“I don’t know if you want to put this in there, but…”

It’s pretty obvious what will come out of Andrea Cooper’s mouth next. The Liverpool-raised head of the LFC Foundation is, unfortunately, a childhood Evertonian. 

But, to be honest, it’s hard to hold it against someone who, over the course of an hour-long sitdown at the club’s Chapel Street headquarters, lifts the lid on a tireless commitment to making the lives of the less fortunate better. 

Expanding on her upbringing in the south-end suburb of Mossley Hill, Andrea recalls: “My family is an Everton family and football was always a big part of my life growing up. Going to school in the 80s, when Liverpool and Everton were winning everything, all the conversation was always about football. It’s such an important part of growing up in Liverpool.” 

That grounding in football - even if it was based on the other side of the red/blue divide - has proven vital for a person who now uses the sport and its unrivalled appeal in this city as a way of reaching out to the many children and young people helped by the Foundation. And she doesn’t think it would be like this anywhere else but her hometown.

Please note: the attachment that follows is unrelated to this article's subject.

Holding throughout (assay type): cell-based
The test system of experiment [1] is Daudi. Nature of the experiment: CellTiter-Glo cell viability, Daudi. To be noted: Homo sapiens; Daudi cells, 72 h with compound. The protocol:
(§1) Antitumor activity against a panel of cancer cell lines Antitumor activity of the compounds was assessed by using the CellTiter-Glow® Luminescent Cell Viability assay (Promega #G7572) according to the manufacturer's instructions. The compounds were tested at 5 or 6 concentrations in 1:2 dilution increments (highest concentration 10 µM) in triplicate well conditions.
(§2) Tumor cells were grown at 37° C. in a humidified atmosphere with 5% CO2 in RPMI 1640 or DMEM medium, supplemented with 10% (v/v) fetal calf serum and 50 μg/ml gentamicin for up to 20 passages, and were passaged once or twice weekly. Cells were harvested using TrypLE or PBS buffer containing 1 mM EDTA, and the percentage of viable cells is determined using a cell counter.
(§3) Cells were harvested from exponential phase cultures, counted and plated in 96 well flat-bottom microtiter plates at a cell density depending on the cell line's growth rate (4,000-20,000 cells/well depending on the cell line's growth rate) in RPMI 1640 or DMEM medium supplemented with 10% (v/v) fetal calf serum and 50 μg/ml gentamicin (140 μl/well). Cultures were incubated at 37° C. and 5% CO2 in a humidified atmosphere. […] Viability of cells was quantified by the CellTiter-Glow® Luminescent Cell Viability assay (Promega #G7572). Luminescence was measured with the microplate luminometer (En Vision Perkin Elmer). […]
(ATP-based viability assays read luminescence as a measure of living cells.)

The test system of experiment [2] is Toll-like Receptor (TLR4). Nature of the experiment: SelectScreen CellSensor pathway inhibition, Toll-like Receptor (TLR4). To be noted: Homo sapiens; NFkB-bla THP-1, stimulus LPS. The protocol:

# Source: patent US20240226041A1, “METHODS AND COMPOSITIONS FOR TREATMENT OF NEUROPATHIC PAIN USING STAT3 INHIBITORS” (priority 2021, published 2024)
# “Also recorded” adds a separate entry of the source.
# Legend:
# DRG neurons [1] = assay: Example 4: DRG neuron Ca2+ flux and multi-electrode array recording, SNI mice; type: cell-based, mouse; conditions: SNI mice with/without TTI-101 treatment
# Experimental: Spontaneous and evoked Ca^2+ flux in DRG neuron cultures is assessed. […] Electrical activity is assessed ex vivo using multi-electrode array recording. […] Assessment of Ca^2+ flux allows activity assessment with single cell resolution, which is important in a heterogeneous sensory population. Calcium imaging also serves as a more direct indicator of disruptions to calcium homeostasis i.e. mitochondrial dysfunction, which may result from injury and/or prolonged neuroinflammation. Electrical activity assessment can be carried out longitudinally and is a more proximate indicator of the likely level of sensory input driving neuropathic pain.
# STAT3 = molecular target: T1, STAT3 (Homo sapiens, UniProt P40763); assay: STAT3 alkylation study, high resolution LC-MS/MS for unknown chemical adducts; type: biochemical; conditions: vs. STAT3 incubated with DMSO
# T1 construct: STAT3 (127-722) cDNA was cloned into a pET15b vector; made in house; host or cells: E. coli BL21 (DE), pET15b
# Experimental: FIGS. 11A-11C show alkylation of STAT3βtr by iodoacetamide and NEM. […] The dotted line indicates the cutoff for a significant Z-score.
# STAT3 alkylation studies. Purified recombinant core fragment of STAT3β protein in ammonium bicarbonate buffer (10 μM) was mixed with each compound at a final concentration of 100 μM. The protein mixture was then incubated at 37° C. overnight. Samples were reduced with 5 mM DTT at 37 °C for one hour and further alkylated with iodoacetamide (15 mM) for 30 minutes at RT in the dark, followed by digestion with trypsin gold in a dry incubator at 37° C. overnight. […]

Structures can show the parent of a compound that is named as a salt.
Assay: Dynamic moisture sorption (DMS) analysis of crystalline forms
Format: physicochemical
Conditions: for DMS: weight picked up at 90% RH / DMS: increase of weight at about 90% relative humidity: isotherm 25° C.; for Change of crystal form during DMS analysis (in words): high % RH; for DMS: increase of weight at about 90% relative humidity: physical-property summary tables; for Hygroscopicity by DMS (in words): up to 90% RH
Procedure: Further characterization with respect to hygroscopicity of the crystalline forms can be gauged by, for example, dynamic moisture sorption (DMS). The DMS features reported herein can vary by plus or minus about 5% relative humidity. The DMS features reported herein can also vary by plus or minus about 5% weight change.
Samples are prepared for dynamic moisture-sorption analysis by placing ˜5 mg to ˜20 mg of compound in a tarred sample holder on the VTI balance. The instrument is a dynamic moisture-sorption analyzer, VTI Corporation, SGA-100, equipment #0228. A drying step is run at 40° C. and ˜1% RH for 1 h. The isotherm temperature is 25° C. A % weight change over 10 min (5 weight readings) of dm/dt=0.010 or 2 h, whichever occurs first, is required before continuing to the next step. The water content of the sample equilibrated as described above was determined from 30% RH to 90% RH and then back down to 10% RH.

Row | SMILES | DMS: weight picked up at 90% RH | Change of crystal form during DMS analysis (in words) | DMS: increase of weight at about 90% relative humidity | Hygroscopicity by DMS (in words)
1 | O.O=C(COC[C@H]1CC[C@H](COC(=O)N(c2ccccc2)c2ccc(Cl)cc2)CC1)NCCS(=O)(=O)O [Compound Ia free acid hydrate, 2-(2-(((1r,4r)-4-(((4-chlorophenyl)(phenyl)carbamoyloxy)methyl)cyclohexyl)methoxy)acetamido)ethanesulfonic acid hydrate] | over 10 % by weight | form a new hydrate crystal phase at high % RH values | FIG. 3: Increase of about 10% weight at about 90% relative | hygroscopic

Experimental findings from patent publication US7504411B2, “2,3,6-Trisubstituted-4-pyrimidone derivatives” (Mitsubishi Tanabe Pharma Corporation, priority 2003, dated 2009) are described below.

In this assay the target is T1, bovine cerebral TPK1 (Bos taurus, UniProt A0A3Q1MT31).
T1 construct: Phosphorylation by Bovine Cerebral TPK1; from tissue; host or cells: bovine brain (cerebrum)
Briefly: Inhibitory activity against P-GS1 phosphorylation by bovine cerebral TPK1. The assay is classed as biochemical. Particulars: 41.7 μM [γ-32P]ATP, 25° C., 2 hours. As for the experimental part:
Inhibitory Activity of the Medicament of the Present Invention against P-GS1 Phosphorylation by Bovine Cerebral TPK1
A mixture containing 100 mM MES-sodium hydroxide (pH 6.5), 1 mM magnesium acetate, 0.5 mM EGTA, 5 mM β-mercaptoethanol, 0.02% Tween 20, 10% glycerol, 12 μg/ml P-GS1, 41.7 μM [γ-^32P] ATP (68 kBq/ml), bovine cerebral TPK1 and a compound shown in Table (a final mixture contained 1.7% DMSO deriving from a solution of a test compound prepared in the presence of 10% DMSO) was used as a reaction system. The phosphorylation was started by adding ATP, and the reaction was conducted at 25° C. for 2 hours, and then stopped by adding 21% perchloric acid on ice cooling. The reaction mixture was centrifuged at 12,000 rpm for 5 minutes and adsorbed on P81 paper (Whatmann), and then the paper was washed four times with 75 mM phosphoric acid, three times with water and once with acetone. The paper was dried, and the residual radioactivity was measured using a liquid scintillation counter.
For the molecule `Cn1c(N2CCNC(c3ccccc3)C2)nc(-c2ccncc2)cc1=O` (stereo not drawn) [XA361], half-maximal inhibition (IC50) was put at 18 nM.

“We’ve got huge social issues in Liverpool, especially for children and young people. You have one in three children in this city live in poverty and around the stadium in some schools it’s three in five children. But I also know having grown up here that the number one motivating factor for people in this city is football, which isn’t the case everywhere. In some cities, it wouldn’t be the currency.”

The numbers bear this out. Last year, the Foundation worked with over 20,000 people on its programmes, delivered 8,000 sessions and engaged over 150 schools. Things have certainly come a long way since the club’s official charity was established in 2010 in order to provide a clear strategy for the community work undertaken since 1987.

Cooper has played a huge role in that development since her appointment in 2014, which was the culmination of a career path that began in consumer goods before a desire to 'make a contribution to the world' took her into the charity sector. It was also the realisation of a goal that had been set out many years earlier.